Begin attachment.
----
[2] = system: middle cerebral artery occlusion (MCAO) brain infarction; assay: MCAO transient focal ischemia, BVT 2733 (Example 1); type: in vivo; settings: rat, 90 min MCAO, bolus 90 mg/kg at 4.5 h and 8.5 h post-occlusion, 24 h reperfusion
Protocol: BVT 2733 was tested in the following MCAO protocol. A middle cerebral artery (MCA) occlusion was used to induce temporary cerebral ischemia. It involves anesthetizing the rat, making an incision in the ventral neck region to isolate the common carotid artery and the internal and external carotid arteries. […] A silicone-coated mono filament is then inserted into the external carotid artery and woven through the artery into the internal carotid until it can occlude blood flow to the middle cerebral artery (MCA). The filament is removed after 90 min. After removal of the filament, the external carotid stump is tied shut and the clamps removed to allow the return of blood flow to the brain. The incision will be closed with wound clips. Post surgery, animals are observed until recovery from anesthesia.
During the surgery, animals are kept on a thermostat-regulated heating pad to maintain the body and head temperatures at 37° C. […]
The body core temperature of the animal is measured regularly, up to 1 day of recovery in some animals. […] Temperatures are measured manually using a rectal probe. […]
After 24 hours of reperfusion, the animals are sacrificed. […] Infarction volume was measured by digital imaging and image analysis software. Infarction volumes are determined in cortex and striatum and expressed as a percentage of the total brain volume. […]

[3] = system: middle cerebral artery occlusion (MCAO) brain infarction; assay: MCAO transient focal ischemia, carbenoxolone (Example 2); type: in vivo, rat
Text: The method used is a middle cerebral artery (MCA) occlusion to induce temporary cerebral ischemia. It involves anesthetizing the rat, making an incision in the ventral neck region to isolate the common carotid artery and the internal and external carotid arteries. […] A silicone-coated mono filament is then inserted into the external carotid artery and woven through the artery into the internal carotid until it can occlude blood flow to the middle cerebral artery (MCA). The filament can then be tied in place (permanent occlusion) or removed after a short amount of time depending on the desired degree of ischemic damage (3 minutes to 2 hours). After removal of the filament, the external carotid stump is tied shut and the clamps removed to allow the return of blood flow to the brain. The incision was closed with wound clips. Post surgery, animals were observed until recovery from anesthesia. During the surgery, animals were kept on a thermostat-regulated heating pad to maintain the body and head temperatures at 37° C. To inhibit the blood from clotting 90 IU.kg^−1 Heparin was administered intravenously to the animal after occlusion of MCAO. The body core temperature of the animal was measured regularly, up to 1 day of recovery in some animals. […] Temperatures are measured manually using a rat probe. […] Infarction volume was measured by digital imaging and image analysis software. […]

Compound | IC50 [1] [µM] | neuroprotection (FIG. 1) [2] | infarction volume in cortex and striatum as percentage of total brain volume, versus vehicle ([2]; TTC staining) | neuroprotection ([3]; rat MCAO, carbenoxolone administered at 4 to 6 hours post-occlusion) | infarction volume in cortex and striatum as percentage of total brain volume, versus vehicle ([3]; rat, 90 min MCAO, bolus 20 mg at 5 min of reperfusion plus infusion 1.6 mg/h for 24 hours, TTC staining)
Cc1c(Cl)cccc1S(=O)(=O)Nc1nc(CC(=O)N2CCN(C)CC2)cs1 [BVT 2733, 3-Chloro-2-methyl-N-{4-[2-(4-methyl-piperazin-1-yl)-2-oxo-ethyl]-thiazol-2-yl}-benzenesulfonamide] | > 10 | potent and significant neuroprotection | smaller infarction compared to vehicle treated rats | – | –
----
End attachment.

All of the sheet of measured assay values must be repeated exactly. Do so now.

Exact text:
[2] = system: middle cerebral artery occlusion (MCAO) brain infarction; assay: MCAO transient focal ischemia, BVT 2733 (Example 1); type: in vivo; settings: rat, 90 min MCAO, bolus 90 mg/kg at 4.5 h and 8.5 h post-occlusion, 24 h reperfusion
Protocol: BVT 2733 was tested in the following MCAO protocol. A middle cerebral artery (MCA) occlusion was used to induce temporary cerebral ischemia. It involves anesthetizing the rat, making an incision in the ventral neck region to isolate the common carotid artery and the internal and external carotid arteries. […] A silicone-coated mono filament is then inserted into the external carotid artery and woven through the artery into the internal carotid until it can occlude blood flow to the middle cerebral artery (MCA). The filament is removed after 90 min. After removal of the filament, the external carotid stump is tied shut and the clamps removed to allow the return of blood flow to the brain. The incision will be closed with wound clips. Post surgery, animals are observed until recovery from anesthesia.
During the surgery, animals are kept on a thermostat-regulated heating pad to maintain the body and head temperatures at 37° C. […]
The body core temperature of the animal is measured regularly, up to 1 day of recovery in some animals. […] Temperatures are measured manually using a rectal probe. […]
After 24 hours of reperfusion, the animals are sacrificed. […] Infarction volume was measured by digital imaging and image analysis software. Infarction volumes are determined in cortex and striatum and expressed as a percentage of the total brain volume. […]

[3] = system: middle cerebral artery occlusion (MCAO) brain infarction; assay: MCAO transient focal ischemia, carbenoxolone (Example 2); type: in vivo, rat
Text: The method used is a middle cerebral artery (MCA) occlusion to induce temporary cerebral ischemia. It involves anesthetizing the rat, making an incision in the ventral neck region to isolate the common carotid artery and the internal and external carotid arteries. […] A silicone-coated mono filament is then inserted into the external carotid artery and woven through the artery into the internal carotid until it can occlude blood flow to the middle cerebral artery (MCA). The filament can then be tied in place (permanent occlusion) or removed after a short amount of time depending on the desired degree of ischemic damage (3 minutes to 2 hours). After removal of the filament, the external carotid stump is tied shut and the clamps removed to allow the return of blood flow to the brain. The incision was closed with wound clips. Post surgery, animals were observed until recovery from anesthesia. During the surgery, animals were kept on a thermostat-regulated heating pad to maintain the body and head temperatures at 37° C. To inhibit the blood from clotting 90 IU.kg^−1 Heparin was administered intravenously to the animal after occlusion of MCAO. The body core temperature of the animal was measured regularly, up to 1 day of recovery in some animals. […] Temperatures are measured manually using a rat probe. […] Infarction volume was measured by digital imaging and image analysis software. […]

Compound | IC50 [1] [µM] | neuroprotection (FIG. 1) [2] | infarction volume in cortex and striatum as percentage of total brain volume, versus vehicle ([2]; TTC staining) | neuroprotection ([3]; rat MCAO, carbenoxolone administered at 4 to 6 hours post-occlusion) | infarction volume in cortex and striatum as percentage of total brain volume, versus vehicle ([3]; rat, 90 min MCAO, bolus 20 mg at 5 min of reperfusion plus infusion 1.6 mg/h for 24 hours, TTC staining)
Cc1c(Cl)cccc1S(=O)(=O)Nc1nc(CC(=O)N2CCN(C)CC2)cs1 [BVT 2733, 3-Chloro-2-methyl-N-{4-[2-(4-methyl-piperazin-1-yl)-2-oxo-ethyl]-thiazol-2-yl}-benzenesulfonamide] | > 10 | potent and significant neuroprotection | smaller infarction compared to vehicle treated rats | – | –